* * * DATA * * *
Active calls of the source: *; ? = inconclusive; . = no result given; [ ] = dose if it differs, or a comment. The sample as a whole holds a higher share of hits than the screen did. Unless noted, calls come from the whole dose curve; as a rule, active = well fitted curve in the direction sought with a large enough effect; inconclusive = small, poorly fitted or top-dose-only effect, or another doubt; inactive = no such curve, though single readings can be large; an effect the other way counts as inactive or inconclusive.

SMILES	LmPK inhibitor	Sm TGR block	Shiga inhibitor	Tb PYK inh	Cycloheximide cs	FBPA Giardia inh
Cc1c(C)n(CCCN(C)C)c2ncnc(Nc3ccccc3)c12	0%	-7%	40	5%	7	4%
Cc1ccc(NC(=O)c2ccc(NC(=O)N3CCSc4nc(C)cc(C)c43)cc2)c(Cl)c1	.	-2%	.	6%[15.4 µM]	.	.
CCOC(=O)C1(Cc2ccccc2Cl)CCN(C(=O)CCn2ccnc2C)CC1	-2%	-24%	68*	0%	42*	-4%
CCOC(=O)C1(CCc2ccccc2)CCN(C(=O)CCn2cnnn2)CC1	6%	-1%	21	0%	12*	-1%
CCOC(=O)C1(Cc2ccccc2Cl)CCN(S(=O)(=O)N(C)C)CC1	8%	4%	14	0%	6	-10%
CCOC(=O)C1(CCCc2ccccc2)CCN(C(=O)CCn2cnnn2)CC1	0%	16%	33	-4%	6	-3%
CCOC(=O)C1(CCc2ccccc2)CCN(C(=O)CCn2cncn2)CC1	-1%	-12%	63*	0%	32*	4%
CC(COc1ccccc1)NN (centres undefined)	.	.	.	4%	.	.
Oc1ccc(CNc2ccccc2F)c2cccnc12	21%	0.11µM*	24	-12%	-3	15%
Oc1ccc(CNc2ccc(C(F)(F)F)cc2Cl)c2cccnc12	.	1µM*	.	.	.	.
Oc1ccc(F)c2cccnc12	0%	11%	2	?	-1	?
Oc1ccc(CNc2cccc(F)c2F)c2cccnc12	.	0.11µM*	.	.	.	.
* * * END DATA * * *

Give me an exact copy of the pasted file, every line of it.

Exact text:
Active calls of the source: *; ? = inconclusive; . = no result given; [ ] = dose if it differs, or a comment. The sample as a whole holds a higher share of hits than the screen did. Unless noted, calls come from the whole dose curve; as a rule, active = well fitted curve in the direction sought with a large enough effect; inconclusive = small, poorly fitted or top-dose-only effect, or another doubt; inactive = no such curve, though single readings can be large; an effect the other way counts as inactive or inconclusive.

SMILES	LmPK inhibitor	Sm TGR block	Shiga inhibitor	Tb PYK inh	Cycloheximide cs	FBPA Giardia inh
Cc1c(C)n(CCCN(C)C)c2ncnc(Nc3ccccc3)c12	0%	-7%	40	5%	7	4%
Cc1ccc(NC(=O)c2ccc(NC(=O)N3CCSc4nc(C)cc(C)c43)cc2)c(Cl)c1	.	-2%	.	6%[15.4 µM]	.	.
CCOC(=O)C1(Cc2ccccc2Cl)CCN(C(=O)CCn2ccnc2C)CC1	-2%	-24%	68*	0%	42*	-4%
CCOC(=O)C1(CCc2ccccc2)CCN(C(=O)CCn2cnnn2)CC1	6%	-1%	21	0%	12*	-1%
CCOC(=O)C1(Cc2ccccc2Cl)CCN(S(=O)(=O)N(C)C)CC1	8%	4%	14	0%	6	-10%
CCOC(=O)C1(CCCc2ccccc2)CCN(C(=O)CCn2cnnn2)CC1	0%	16%	33	-4%	6	-3%
CCOC(=O)C1(CCc2ccccc2)CCN(C(=O)CCn2cncn2)CC1	-1%	-12%	63*	0%	32*	4%
CC(COc1ccccc1)NN (centres undefined)	.	.	.	4%	.	.
Oc1ccc(CNc2ccccc2F)c2cccnc12	21%	0.11µM*	24	-12%	-3	15%
Oc1ccc(CNc2ccc(C(F)(F)F)cc2Cl)c2cccnc12	.	1µM*	.	.	.	.
Oc1ccc(F)c2cccnc12	0%	11%	2	?	-1	?
Oc1ccc(CNc2cccc(F)c2F)c2cccnc12	.	0.11µM*	.	.	.	.